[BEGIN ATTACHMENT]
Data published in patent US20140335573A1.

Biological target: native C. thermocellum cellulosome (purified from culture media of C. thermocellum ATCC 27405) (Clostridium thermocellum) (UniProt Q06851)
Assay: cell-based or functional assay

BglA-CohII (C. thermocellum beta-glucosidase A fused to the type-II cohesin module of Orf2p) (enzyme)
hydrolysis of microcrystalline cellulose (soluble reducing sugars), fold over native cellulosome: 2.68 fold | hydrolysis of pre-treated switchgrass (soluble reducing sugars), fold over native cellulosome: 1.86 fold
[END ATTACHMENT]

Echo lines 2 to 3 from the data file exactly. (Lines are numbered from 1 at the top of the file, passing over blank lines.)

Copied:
Biological target: native C. thermocellum cellulosome (purified from culture media of C. thermocellum ATCC 27405) (Clostridium thermocellum) (UniProt Q06851)
Assay: cell-based or functional assay